Early 19th century cut-steel necklace


Add to wishlist

Cut steel jewelry was at the height of fashion from the mid 1700s well into the 19th century.

Originated in the 1700s. Popular from the Georgian through the Victorian eras. To make cut steel, melted horseshoe nails were formed into tiny faceted beads. Those small steel gemstone-like studs were then riveted one-by-one onto a base plate. It was an English invention that quickly travelled throughout the world. Each stud could have up to 15 facets, and in general the finer and older the piece the more facets the studs will have.

Improvements in candles meant that grand events and entertaining could take place at night. As diamonds are diamonds and not available for everyone, and everyone wanted to shine, the popularity grew. Cut-steel provided a stylish and popular new jewelry material that could be enjoyed by everyone at all levels of society. It grew beyond a simple imitation to an art in its own right. The manufacturing was complex and the workmanship that was required highly skilled. These were not mass produced objects.

The studs were made from decarbonated cast steel, which was case-hardened, then the studs were faceted by cutting against a pewter wheel. Next were then polished with first fine emery and a hard brush, and then by hand with a special putty. Finally they were riveted onto pierced base plates which had to be drilled and cut by hand, too.

The main place of cut steel production was Birmingham, England. And there, one manufacturer stood out from all the rest: Matthew Boulton. He had been born in 1728 into the industry — his father manufactured small metal products. But the younger Boulton had a special talent for marrying the latest technology with the latest fashion. He also was continually expanding — he even founded a mint. He wined and dined with dignitaries and advocated for his steel products. Fortuitously, he became quite close with the Russian ambassador to Catherine the Great. When the ambassador toured the mint, Boulton made sure to send the Empress some of his cut-steel necklaces.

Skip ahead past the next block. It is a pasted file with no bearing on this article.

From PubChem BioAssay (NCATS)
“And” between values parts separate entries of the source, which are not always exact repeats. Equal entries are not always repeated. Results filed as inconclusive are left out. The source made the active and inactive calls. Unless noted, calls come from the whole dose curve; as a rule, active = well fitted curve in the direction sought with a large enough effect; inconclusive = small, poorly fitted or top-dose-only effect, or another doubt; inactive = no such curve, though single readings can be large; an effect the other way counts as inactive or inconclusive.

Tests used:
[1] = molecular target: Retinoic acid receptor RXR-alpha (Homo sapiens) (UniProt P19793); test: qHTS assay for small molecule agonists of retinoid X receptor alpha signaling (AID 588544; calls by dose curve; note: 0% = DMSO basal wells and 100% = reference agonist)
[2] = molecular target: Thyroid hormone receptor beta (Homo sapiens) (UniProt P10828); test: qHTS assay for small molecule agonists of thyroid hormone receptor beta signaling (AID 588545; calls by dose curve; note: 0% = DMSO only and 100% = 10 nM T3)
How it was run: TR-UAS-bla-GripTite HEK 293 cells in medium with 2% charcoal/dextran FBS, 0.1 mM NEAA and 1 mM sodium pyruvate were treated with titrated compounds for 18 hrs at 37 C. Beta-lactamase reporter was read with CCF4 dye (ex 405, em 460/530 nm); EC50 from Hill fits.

In 1759, Louis XV “encouraged” the nobility to donate their gold and gemstone jewelry to help fund the Seven Years War. The popularity of cut steel in France may in part have been due to these sumptuary laws which limited who could wear precious metals and diamonds. Either you complied with the law and gave up your family jewels to be melted down for the war chest, or you quietly hid your jewelry until the war was over. But you certainly weren’t seen wearing your fanciest ornaments — that would be unpatriotic. Cut steel jewelry, made of non-precious metal, was perfectly positioned to fill that bling gap. Manufacturers pivoted by creating more intricate cut steel jewelry. And the jewels got bigger and more elaborate.

Napoleon was a fan of the style, which certainly played a part in the longevity and popularity of cut steel. In 1810, he gifted a cut steel parure to his second wife, Marie Louise, upon their marriage. (In reality, he couldn’t afford a gemstone parure!). Cut steel jewelry became the staple of any fashionable lady’s evening wear ensemble. These dark, glimmering pieces give off a diamond-like shine that was and still is particularly effective in low lighting, which at the time was candlelight.

The style was so popular and in demand that at the peak of the trend, a fine piece of cut steel jewelry could command a higher price than gold. Silver jewelry was even made to resemble cut steel. The imitation became imitated.

Developments in technology toward the mid to late 19th century made it possible to produce these glittering steel elements by machine, making them more affordable and accessible — but by the early 20th century people had moved on to other jewelry trends. A look at the construction of the rivets, facets and baseplate will tell you if your cut steel piece was made in the early days of the trend, when everything was constructed painstakingly by hand, or later on using machine-made shortcuts.

Unfortunately, as a result of steel’s high corrosion factor, not many pieces have survived.

Producing a remarkable brilliance. Steel has an alluring appeal with its distinct gray blue coloration and catches the light from a myriad of angles. It is no wonder it has become so collectible and prized highly sought after today.

Elegant articulated steel necklace, composed of a stylizing drop of links flowers. It is embellished with an invisible ratchet clasp. Work probably English from the first half of the 19th century Length: 47.5 cm. In great condition, only 2 small studs missing.